Defining apical direction

I just finished up the Design Fundamentals video. Excellent video and it really helped me think about and see design choices.

I did struggle to follow @ryan’s logic when determining the direction of a tree’s apex. Either I missed some specifics that Ryan mentioned or different criteria matter in different contexts and I didn’t follow. Any pointers?

I sketched up these four hypothetical apices, absent from the rest of the tree:


#1 definitely moves to the left. Here, the high point is on the left side of the apex, and boundaries are roughly level

I think #2 moves to the left, but I’m less sure. The high point is laterally equidistant from the right and left boundaries of the apex, but the lower boundary leans the tree that way

#3 moves to the left as well. High point is on the left side, and the left boundary leans down too.

#4 I’m less sure about. High point is laterally to the right, but the left boundary leans down. Maybe this is a bad theoretical example and I’m just confusing myself :sweat_smile:

Is this something that just takes time and practice to see better? I’m definitely a beginner and trying to train my eyes to see design better


I think maybe you’re creating a confusing example by using a symmetrical box and trying to define something that should be asymmetrical. In your example #2, if I pull the right side of the tree in, then I create movement:

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Fair enough that I’m framing a thing that’s supposed to be asymmetrical. The grid might be visually constraining it a little. I’m mostly looking at pictures or other people’s trees instead of creating my own currently. Trees like Ryan’s Utah Juniper confuse me because they appear to have a high point that is equidistant from the right and left corners, and relatively little upward/downward motion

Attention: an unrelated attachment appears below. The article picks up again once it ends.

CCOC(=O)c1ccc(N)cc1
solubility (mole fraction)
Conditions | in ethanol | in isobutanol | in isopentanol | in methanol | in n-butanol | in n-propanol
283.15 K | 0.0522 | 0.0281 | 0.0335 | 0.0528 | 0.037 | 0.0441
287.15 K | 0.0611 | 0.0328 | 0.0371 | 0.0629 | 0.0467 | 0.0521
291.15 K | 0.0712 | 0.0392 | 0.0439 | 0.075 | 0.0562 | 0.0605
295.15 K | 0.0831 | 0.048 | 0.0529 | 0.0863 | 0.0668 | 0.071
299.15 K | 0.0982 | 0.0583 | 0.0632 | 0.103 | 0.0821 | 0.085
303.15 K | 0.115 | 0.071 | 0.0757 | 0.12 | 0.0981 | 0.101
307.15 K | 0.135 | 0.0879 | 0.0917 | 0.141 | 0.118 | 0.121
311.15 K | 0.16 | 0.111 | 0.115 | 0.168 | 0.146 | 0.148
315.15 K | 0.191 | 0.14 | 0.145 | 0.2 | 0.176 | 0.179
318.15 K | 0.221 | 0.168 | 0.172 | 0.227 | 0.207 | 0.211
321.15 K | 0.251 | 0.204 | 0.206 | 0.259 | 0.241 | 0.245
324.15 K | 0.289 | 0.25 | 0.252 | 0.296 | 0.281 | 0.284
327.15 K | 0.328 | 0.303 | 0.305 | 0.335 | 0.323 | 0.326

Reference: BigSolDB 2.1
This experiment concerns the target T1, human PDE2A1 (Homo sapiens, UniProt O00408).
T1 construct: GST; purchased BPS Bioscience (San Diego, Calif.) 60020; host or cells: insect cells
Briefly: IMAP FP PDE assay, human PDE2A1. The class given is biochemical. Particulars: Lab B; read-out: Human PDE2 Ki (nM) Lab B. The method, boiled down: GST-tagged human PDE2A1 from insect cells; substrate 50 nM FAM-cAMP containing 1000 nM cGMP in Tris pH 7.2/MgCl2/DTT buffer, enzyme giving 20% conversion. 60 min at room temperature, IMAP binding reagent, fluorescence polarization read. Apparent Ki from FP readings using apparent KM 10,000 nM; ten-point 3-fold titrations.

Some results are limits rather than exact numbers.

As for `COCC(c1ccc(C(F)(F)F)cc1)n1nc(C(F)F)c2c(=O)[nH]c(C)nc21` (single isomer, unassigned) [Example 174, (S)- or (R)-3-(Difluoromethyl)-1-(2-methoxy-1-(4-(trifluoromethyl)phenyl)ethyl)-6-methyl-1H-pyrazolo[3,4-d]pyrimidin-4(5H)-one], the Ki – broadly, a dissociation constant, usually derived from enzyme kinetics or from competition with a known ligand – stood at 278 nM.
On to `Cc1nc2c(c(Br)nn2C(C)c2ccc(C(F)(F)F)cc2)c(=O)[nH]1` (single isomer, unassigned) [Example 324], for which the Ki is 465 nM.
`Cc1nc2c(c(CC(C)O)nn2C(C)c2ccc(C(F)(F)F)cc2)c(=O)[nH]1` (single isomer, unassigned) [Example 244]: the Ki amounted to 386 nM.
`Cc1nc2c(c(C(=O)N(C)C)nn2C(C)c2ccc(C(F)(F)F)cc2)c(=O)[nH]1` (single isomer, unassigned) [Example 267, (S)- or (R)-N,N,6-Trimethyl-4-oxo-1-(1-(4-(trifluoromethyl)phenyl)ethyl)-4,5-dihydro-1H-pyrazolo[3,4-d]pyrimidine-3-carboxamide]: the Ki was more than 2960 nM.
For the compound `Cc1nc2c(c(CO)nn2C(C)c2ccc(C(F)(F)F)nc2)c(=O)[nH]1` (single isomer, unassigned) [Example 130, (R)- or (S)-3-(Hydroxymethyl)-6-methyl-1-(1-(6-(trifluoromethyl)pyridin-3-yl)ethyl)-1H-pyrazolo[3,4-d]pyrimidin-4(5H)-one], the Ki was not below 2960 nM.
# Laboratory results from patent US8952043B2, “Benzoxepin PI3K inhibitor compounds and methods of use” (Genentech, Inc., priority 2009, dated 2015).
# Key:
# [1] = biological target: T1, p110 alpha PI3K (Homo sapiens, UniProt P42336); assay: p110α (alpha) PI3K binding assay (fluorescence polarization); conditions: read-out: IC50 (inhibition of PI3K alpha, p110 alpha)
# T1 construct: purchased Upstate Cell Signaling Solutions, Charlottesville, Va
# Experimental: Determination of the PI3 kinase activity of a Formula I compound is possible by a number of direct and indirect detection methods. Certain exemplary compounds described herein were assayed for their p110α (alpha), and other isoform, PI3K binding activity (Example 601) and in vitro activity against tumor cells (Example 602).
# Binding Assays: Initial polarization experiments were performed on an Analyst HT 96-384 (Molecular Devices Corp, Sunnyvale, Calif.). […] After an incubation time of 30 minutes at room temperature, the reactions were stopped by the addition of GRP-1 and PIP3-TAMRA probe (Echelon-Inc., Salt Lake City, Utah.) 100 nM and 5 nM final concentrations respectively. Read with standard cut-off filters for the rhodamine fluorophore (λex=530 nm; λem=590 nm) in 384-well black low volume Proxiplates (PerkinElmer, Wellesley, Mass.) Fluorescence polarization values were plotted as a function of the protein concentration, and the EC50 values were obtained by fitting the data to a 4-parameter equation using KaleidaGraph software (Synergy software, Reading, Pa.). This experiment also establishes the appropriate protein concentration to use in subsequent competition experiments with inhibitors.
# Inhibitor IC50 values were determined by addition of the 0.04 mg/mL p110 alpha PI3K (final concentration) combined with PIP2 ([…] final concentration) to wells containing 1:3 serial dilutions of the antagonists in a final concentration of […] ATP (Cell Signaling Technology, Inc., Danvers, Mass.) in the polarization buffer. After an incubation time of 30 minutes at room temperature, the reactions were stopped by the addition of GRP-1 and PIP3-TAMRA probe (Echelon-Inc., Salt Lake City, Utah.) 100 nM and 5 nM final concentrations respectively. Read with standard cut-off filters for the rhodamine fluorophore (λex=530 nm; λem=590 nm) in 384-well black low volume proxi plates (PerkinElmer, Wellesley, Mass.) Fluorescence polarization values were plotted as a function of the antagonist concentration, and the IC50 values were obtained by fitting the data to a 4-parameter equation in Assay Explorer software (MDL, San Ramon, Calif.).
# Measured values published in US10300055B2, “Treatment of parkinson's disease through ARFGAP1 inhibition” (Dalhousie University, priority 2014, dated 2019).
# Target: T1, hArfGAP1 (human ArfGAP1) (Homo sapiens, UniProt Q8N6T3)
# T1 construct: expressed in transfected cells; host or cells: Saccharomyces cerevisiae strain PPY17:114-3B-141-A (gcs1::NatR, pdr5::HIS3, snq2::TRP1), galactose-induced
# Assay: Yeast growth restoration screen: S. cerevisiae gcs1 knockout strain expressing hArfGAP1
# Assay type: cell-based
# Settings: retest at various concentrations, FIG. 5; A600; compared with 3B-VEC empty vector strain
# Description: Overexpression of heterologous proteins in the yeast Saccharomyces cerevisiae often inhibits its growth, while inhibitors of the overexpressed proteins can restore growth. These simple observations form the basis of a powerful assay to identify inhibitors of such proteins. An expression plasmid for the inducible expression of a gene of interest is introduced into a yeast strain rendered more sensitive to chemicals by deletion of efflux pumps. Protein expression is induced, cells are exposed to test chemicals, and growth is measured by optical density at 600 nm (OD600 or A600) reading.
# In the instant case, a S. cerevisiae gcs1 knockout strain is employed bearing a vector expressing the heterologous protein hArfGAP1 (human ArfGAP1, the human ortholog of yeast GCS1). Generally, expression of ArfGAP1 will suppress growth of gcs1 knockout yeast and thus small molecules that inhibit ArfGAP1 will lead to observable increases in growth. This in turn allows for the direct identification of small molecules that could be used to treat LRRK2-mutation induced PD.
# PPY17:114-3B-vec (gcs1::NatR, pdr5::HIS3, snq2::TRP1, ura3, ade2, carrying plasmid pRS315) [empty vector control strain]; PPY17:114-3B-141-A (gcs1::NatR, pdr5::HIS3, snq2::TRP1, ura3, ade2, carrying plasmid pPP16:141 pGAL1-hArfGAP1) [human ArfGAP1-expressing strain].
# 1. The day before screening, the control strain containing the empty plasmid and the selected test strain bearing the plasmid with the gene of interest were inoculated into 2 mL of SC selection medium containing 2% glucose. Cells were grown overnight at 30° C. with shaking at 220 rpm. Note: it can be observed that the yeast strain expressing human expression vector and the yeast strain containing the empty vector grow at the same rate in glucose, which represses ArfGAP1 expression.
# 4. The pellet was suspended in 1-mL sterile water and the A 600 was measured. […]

I think your re-drawn apex illustrates one of the conflicts I was struggling with too. Pulling the right corner of the apex in moves the high point to the right of the center, creating movement to the right. Simultaneously, the lower left side creates movement to the left. Am I interpreting this incorrectly?

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Ah, I think I see what you’re getting at now. I missed the line that pointed out that the drawings were just an apex isolated from the tree. However, when we talk about the directionality of the apex it’s in relation to the flow of the trunk line and the direction of the defining branch.

In the Utah example, it’s difficult to see the direction of the branch that forms the apex, but I believe that one goes back to the left.

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The center line should intersect the top of the apex. To that end this is how I read your examples.

#1 - Moves right, but needs to drop the right side to drive that home
#2 - Moves left
#3 - Moves right, but really needs to drop the right side
#4 - Moves left

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I read this as the apex moves right. The right side is just a tad longer and lower than the left. Given the wild nature of the tree it can pull of the dynamic design with, as far as I can see it, the defining branch going to the left.

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